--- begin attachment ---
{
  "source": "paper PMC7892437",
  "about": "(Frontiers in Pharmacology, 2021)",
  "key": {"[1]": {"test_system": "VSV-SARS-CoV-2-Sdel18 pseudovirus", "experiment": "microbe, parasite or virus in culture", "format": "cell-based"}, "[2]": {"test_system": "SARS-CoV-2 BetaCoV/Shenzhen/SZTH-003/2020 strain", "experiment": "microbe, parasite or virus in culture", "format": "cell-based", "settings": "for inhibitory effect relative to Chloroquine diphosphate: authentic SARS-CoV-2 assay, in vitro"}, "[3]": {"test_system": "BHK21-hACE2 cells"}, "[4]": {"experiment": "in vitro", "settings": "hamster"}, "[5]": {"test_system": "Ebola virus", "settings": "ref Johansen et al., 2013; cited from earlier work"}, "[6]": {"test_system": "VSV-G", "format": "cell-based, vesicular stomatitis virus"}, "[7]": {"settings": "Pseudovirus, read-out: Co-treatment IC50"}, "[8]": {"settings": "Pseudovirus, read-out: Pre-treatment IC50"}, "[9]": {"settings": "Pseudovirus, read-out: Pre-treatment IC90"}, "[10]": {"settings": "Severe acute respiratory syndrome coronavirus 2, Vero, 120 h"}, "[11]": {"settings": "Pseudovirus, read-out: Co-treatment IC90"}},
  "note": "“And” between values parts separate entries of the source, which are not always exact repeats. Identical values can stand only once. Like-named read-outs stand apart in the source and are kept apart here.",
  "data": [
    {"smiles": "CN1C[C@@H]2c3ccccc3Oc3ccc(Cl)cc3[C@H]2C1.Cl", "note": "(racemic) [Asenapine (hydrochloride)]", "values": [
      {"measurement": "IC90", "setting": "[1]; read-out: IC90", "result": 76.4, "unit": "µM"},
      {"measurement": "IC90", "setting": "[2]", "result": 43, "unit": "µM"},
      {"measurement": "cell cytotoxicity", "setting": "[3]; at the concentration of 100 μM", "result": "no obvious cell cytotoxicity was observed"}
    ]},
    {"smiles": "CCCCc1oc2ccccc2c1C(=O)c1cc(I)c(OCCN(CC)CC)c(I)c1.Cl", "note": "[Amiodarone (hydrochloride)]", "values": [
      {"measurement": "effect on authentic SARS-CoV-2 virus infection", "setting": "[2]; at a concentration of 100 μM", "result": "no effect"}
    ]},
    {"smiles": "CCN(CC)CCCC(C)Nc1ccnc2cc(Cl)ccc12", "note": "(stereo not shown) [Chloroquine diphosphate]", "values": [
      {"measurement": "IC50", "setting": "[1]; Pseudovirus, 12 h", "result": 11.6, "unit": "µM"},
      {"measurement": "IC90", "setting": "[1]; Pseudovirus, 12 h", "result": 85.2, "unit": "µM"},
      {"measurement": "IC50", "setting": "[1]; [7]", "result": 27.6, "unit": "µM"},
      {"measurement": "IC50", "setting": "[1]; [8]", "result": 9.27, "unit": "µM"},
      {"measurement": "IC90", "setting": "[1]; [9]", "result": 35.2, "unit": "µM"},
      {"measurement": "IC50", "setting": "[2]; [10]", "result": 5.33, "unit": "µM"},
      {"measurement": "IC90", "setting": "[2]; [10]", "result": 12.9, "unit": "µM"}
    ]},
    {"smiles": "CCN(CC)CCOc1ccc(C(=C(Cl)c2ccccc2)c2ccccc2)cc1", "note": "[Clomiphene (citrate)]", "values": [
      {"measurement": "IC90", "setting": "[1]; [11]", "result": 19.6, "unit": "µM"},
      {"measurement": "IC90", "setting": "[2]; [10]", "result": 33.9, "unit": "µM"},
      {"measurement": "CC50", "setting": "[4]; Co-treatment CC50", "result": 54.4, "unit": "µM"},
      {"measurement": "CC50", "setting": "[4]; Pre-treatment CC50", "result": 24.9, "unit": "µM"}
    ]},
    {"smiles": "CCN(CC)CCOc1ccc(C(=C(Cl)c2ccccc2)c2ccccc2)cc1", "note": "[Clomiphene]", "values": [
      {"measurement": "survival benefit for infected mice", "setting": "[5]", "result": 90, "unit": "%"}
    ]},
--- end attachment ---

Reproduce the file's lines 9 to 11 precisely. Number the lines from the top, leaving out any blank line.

      {"measurement": "IC90", "setting": "[2]", "result": 43, "unit": "µM"},
      {"measurement": "cell cytotoxicity", "setting": "[3]; at the concentration of 100 μM", "result": "no obvious cell cytotoxicity was observed"}
    ]},